How the hospital staff communicates with each other and with patients determines the way the workflows are coordinated. In larger healthcare facilities, this determines the mobilization times for emergency teams, which directly impacts patient outcomes. Communication has always been one of the greatest challenges for hospitals. Pagers were supposed to help solve the problem, but their functionality has become too limited to meet current challenges. They don’t enable two-way communication; their range and ability to integrate with other IT systems are limited.
New solutions use mobile phones and additional devices for hands-free communication. Doctors’ and nurses’ work can be coordinated centrally around specific tasks or within organizational units (wards). Employees can communicate with each other and see their availability status. Patients can call the duty nurse just by using the bedside bell.
Such a solution has been implemented by the UK’s Royal National Orthopaedic Hospital (RNOH) and Lehigh Valley Hospital (USA). The system can be operated hands-free thanks to special clips and a mobile app; it works smoothly even when the hospital buildings are scattered over a large area. The implementation of a smartphone-based system allowed both hospitals to improve information exchange, task coordination, cooperation between professionals, and patient experience.
During the COVID-19 pandemic, when hospitals had to, sometimes within a few days, accommodate to treat patients with coronavirus, the system enabled the reorganization and assignment of new roles to new wards and made possible communication between patients and their families. Other benefits include improved workflows and better teamwork.
Video streaming systems
The COVID-19 pandemic led to many other disruptions in hospitals. Due to the epidemiological restrictions, students were not able to participate in medical rounds. Doctors could not travel and join innovative surgeries to help their colleagues or to gain new experience. To maintain the education of students, doctors at London’s Imperial College found a simple solution. With virtual reality glasses and video streaming, images from medical rounds can be sent directly to the students’ computers. Besides, the system provides access to medical records, diagnostic images, and test results. Students can interact with doctors and ask questions as if they were actually at the patient’s bedside.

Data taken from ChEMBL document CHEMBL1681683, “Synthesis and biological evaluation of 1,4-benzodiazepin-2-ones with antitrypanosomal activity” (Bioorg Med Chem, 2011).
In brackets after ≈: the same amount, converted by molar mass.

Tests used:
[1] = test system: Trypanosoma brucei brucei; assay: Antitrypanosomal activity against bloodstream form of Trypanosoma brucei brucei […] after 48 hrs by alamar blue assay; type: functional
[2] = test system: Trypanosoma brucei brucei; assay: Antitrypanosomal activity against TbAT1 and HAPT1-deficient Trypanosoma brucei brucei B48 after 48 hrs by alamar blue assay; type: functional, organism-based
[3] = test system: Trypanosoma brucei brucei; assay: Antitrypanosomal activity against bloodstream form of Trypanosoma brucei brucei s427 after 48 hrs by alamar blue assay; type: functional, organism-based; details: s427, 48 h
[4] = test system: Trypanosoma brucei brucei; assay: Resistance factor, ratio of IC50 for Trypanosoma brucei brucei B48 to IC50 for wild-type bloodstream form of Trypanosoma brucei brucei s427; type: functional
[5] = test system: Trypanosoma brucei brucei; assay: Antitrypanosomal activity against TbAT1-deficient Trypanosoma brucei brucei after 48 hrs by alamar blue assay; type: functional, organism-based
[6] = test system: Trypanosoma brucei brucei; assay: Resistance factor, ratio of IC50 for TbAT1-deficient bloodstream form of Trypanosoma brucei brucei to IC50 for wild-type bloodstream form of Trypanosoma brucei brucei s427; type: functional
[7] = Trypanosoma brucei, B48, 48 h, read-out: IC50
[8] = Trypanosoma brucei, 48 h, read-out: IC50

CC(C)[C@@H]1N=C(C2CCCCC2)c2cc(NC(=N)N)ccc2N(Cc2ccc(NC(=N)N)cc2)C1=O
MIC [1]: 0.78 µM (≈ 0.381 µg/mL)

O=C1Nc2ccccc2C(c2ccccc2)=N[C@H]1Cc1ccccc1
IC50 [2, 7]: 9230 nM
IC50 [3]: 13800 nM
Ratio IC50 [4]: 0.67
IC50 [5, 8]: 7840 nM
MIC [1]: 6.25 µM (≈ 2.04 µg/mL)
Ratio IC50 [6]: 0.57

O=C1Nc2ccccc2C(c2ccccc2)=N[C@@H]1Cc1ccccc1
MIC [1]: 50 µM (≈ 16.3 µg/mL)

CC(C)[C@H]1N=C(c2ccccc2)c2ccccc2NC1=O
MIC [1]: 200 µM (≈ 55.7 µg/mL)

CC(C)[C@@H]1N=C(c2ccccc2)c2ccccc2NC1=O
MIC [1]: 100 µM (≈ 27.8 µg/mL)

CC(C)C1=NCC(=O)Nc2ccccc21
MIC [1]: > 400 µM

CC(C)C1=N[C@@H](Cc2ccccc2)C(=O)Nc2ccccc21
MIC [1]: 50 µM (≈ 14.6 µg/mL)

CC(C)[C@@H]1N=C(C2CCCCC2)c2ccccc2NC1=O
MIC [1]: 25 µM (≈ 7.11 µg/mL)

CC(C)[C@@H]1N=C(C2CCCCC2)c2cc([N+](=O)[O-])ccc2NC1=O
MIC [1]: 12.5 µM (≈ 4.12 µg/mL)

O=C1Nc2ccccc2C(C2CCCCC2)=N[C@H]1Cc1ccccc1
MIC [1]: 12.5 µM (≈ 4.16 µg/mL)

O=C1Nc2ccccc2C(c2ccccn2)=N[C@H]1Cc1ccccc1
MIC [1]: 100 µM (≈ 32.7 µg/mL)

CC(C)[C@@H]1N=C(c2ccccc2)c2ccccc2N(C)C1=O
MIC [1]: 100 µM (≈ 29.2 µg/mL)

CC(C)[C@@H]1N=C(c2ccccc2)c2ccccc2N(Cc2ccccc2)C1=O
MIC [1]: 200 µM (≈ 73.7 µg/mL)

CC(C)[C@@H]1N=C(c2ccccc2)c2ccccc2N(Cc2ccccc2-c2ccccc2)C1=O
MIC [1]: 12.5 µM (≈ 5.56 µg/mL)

High-speed internet and good quality cameras are becoming essential equipment for operating rooms. During a complex intracranial vascular implant surgery at Lahey Hospital & Medical Center in Burlington (USA), experienced Canadian specialist could assist surgeons remotely. Cameras in the operating theater allowed the surgeon to follow the procedures in real-time and provide remote guidance. Virtual support during complicated surgeries increases patient safety and enables detailed documentation of all the steps made. If made available in online educational libraries, they become a precious training resource for students and doctors worldwide.
The higher the digital maturity of hospitals, the easier it is to manage the workflows and harmonize care procedures. Data collected from different points – also analyzed and displayed in a readable way – illustrate what is happening inside the hospital. Command centers, like those used for space missions or in airport control towers, are becoming increasingly popular in hospitals, where the volumes of data require coordinated processing. On the wall full of monitors, all data are displayed in real-time data: beds occupancy rate, length of hospital stays, medical alarms and notifications, resource occupancy, and staff availability.
In the command centers, which can be located outside the hospital, administrative and medical teams manage the day-to-day operations, coordinate and plan patient care, mobilize care teams when a patient’s condition deteriorates. Some of the first hospitals that implemented a hospital command center to manage their patient flow and access data were Johns Hopkins Hospital (USA) and Humber River Hospital (Canada). Their system integrates data from multiple points in the hospital, allowing continuous monitoring. It also uses artificial intelligence systems to identify patients who need special attention because their health may worsen.
Since implementing the command center in 2017, the hospitals have reported better bed management and optimization, increased patient safety, improved hospital infection control, and more effective prevention of medication errors. The capabilities of command centers are quickly growing as data access and interoperability improve. Access to data from electronic medical records makes it possible to apply machine learning algorithms to predict patient health trends.